Ignore Seadrill Ltd.: Here Are 2 Better Stocks

By Markets Fool.com


The worst could be yet to come for offshore drillers like Seadrill. Image source: Seadrill Ltd.

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Two years ago,offshore drillerSeadrill Ltd. was a high-flying investment. Not only did the company have one of the best, newest fleets of ships operating in its industry but a sparkling record for safe and efficient operations, too. Founder John Fredricksen, who was (and remains) the largest shareholder, was renowned in the shipping and offshore industry as a bit of a visionary, and was a driving force behind the company's aggressive growth an expansion. Better yet, oil prices were well over $100, and there seemed to be no end in sight to the opportunity for the company to keep growing.

Then everything changed, and as things stand today, Seadrill isn't a stock that belongs at the top of anyone's "buy now" list. Let's take a closer look at why Seadrill isn't a good stock to buy today, as well as two stocks you'd be better off buying first.

What changed with Seadrill and why now's not a time to buy
Oil prices are down almost two-thirds since June 2014, and the offshore industry is in disarray. Seadrill, once a megadividend stock, pays nothing today, and the share price is down more than 90%. Most importantly, even if oil prices were to double in the next few months, it's likely to take years for the offshore drilling industry to recover from what has become the worst offshore downturn in nearly 30 years.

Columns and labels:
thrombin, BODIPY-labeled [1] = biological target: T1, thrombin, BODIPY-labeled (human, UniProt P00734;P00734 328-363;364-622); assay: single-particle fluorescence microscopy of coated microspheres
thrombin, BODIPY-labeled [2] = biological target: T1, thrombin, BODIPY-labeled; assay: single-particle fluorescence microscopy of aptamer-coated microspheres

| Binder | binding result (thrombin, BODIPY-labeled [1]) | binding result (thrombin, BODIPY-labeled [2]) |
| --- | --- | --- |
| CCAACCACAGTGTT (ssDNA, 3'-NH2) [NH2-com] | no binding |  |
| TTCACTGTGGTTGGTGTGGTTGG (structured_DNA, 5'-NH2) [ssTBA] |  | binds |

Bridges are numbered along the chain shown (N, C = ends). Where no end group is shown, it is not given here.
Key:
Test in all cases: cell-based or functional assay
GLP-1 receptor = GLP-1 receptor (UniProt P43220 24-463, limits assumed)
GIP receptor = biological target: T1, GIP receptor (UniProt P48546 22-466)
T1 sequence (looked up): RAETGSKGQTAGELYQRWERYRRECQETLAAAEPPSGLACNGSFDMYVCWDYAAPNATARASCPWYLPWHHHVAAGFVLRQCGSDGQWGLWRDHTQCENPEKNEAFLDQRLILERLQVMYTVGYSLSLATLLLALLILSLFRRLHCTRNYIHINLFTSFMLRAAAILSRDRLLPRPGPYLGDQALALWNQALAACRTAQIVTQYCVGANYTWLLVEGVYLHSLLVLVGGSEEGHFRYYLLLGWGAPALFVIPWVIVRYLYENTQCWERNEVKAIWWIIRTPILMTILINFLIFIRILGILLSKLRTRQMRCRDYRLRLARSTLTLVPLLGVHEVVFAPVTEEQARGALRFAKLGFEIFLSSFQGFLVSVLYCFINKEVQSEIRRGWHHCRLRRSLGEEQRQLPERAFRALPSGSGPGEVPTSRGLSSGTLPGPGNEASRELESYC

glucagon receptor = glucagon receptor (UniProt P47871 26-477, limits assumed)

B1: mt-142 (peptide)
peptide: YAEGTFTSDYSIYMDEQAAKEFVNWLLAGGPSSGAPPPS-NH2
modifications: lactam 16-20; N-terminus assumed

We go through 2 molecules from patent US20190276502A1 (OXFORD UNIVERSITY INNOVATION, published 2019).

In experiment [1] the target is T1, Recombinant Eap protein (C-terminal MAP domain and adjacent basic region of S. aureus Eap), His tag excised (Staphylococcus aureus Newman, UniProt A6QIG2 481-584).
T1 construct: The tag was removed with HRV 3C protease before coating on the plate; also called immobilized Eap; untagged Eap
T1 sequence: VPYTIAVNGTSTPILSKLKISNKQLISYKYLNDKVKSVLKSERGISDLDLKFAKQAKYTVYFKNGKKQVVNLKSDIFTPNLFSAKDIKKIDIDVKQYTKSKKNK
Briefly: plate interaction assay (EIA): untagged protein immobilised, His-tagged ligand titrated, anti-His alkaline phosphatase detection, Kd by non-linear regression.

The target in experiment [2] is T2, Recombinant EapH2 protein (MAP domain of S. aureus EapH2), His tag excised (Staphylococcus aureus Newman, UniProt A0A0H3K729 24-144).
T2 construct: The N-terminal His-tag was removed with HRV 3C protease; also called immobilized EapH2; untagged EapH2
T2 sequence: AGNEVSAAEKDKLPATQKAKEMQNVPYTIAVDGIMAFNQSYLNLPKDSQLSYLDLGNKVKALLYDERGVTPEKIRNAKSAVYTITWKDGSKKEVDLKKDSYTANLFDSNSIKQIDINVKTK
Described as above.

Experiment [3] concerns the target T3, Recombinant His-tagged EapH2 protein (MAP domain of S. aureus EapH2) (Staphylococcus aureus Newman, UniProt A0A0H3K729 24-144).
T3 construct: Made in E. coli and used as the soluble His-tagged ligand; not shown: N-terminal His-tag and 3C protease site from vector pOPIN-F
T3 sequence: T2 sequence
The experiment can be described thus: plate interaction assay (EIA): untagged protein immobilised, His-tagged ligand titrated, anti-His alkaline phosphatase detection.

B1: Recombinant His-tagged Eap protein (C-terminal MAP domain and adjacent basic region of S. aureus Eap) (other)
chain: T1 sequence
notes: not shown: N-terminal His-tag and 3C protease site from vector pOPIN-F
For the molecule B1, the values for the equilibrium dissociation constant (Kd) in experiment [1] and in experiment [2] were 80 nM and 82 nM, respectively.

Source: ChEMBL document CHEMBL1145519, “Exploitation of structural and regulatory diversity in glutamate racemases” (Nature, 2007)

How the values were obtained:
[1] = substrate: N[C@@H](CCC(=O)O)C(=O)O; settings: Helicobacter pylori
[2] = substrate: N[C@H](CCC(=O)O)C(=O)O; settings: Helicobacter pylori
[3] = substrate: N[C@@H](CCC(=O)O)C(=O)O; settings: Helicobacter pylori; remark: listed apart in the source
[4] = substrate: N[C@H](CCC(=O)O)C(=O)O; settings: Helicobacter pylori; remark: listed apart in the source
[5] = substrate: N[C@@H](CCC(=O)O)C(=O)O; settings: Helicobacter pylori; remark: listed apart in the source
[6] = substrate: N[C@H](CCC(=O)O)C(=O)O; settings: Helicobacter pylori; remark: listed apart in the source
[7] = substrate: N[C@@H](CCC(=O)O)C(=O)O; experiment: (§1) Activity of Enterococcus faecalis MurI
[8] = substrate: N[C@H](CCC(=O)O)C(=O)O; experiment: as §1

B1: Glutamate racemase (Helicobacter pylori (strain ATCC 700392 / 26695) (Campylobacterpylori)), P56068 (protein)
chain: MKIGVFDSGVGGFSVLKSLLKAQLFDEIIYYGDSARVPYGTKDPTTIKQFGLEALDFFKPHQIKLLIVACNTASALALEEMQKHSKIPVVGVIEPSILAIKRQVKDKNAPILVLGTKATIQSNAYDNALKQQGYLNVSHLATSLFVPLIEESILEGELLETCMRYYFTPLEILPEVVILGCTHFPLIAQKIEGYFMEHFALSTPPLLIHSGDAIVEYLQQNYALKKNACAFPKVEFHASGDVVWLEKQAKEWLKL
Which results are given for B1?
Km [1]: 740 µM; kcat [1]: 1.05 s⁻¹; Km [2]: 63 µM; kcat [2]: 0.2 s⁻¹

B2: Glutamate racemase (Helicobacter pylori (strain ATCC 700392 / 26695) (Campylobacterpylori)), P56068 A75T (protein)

Could Seadrill recover? Definitely. Between Fredricksen's influence and involvement, and the company's high-quality fleet, chances are probably better than ever that Seadrill will bounce back. But at the end of the day, we're talking about potentially years before this plays out. As things stand now, the offshore drilling industry remains vastly oversupplied with vessels, and even Seadrill's advanced fleet has struggled to find new work for off-contract ships. That's not changing in 2016.

A distributor positioned well for the eventual recovery
The first stock I'd consider over Seadrill is energy equipment and parts supplierNOW Inc., the former distribution segment ofNational Oilwell Varco, which was spun off as a stand-alone company in 2014.

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NOW Inc supplies every segment of the oil and gas value chain. Source: NOW

NOW is far from immune to the downturn. Its revenue is off by more than 30%, as oil and gas producers and service companies have slashed their spending on the products that NOW provides. But at the same time, the company is still cash flow positive, and has been able to cut its costs as the downturn has persisted.

NOW Inc also has a strong balance sheet, with $108 million in debt, and minimal capital commitments. It also has access to significant liquidity, with a $750 million line of credit and a $250 million revolver at its disposal. This strong financial position has the company in a fantastic position to take advantage of the downturn and grow, if the right acquisition opportunities come available.